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Virginia Hospitals Expand Stand-Alone Emergency Care

The time it takes for Goochland County Fire and Rescue crews to pick up and transport a patient to a hospital emergency room, then return to base, ready to take another call, can be as long as three hours.

In the western reaches of the county, the closest hospital is more than 30 miles away.

A new, free-standing emergency room department scheduled to open in the West Creek office park off state Route 288 in Goochland this year will speed things up, predicts Chief William MacKay of Goochland Fire and Rescue.

"Our ambulances will spend a lot less time on the road going to distant facilities," MacKay said.

The Richmond area will get its first stand-alone emergency room departments -- facilities not attached to hospitals -- this year.

Bon Secours Virginia is building an emergency center in Watkins Centre in Chesterfield County, with a planned late fall opening date. HCA Virginia has broken ground for the West Creek facility, to open in advance of opening a full hospital at the site in 2016.

Both projects are just off state Route 288, a highway that loops through the growing Richmond suburbs of Chesterfield, Powhatan and Goochland counties.

Stand-alone emergency room departments have been around for some time. Both HCA and Bon Secours operate them in places outside of the Richmond region.

In rural areas, these stand-alone centers can provide the only access to emergency care for miles. In areas on the cusp of becoming population centers, the facilities provide access to emergency care until the area can support a full-service hospital.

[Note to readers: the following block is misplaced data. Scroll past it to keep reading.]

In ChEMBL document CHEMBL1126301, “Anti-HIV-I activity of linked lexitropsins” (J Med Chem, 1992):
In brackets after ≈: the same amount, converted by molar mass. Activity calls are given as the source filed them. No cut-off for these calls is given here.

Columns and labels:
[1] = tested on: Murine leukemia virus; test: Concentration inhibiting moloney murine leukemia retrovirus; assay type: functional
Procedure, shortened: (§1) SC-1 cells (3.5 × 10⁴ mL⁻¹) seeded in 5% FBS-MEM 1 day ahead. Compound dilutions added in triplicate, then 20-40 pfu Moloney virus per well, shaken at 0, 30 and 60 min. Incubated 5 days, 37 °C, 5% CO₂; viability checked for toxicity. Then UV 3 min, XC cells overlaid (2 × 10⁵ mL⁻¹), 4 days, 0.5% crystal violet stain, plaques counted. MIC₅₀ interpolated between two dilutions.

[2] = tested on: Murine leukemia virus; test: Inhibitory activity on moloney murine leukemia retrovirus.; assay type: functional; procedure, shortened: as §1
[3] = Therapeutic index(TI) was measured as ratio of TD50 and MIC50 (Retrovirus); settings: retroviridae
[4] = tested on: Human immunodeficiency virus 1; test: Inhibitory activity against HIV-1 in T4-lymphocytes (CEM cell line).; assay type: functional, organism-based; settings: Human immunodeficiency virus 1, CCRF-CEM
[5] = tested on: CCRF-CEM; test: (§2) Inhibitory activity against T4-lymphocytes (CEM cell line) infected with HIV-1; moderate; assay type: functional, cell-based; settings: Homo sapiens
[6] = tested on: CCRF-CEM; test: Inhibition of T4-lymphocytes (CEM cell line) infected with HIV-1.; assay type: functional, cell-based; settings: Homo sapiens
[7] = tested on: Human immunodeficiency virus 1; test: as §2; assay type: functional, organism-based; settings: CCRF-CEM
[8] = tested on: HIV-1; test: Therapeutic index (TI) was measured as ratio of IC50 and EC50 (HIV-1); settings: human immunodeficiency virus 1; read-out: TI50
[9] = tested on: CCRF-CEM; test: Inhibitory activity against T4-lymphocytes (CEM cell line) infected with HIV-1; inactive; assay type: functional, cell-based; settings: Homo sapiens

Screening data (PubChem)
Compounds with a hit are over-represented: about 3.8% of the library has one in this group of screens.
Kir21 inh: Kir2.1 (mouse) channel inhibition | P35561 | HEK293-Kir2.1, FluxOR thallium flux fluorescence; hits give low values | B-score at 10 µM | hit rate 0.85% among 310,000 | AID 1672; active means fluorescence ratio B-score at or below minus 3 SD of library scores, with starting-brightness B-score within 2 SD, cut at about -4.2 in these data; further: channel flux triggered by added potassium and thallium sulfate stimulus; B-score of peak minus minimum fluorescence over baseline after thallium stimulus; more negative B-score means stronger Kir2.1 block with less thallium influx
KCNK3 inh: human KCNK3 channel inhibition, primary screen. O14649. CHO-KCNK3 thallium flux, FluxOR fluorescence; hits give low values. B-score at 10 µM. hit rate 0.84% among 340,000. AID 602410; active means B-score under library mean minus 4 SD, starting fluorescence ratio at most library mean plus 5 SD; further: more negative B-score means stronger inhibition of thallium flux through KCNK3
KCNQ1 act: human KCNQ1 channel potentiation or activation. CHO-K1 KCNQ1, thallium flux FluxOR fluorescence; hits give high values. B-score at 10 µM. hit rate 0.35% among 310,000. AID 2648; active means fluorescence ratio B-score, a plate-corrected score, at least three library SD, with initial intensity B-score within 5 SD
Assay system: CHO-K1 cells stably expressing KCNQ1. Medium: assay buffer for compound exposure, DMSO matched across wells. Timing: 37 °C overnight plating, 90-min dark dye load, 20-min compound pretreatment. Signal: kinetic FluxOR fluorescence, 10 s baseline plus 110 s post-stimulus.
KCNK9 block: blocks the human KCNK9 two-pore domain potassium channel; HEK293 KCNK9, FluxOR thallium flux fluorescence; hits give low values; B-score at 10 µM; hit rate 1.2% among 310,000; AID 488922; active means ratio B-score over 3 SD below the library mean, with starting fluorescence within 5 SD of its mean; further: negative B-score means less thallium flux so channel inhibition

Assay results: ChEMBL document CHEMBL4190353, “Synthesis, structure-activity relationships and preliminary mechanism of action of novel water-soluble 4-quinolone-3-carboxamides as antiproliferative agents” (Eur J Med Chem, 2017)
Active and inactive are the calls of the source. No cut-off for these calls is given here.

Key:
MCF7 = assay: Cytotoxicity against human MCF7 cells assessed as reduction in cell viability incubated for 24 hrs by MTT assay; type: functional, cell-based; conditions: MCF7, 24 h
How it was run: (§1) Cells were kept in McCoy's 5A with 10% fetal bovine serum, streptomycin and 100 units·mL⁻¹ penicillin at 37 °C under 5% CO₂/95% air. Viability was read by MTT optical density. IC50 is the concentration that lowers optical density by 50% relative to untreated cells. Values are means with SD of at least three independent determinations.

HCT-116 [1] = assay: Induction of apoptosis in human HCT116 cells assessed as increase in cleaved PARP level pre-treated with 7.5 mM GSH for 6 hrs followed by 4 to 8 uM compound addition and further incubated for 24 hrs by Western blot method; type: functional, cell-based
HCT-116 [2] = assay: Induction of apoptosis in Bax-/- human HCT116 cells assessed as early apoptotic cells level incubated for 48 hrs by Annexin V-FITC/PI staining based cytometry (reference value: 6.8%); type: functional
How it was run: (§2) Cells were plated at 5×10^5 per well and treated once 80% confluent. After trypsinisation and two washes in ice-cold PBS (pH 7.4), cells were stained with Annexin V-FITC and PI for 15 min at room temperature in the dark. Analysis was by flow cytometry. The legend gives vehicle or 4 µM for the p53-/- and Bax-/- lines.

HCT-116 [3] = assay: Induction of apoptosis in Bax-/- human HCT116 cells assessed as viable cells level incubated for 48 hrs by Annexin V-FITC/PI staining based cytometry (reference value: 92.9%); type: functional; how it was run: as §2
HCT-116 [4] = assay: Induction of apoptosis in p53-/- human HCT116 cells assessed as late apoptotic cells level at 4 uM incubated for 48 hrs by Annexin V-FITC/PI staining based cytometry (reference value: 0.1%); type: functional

Chesterfield's estimated 2010 population of 316,236 makes it the fourth-largest locality in the state. The county population grew 22 percent from 2000 to 2010, and median family income in 2009 was $82,291, according to the U.S. Census Bureau.

Goochland, with an estimated 21,311 residents, grew 29 percent from 2000 to 2010, census figures show. The county's median family income in 2009 was $86,023.

The West Creek Emergency Center will be associated with Henrico Doctors' Hospital, said Pat Farrell, chief executive officer of Henrico Doctors' Hospital.

"This will be a fully-equipped emergency department, so it will be able to handle anything other emergency departments handle," he said.

The Bon Secours project at Watkins Centre will anchor a hub that will include two medical office buildings. It will be affiliated with St. Francis Medical Center, located 4.5 miles away, which has its own emergency department.

Both projects, the developers said, will create jobs.

"We think it's a fantastic location," Kevin W. Barr, chief executive officer for ambulatory services for Bon Secours Virginia, said of the facility at Watkins Centre.

"It's an economic development zone and a critical point in Chesterfield County," Barr said. "The retail development across the road (Westchester Commons) has done well. The bank is across the street. ... We are 90 percent committed on both medical office buildings. Independent doctors who will lease the building have already made commitments."

Barr said a Bon Secours Virginia free-standing emergency center at its Health Center at Harbour View complex in Suffolk is doing better than expected.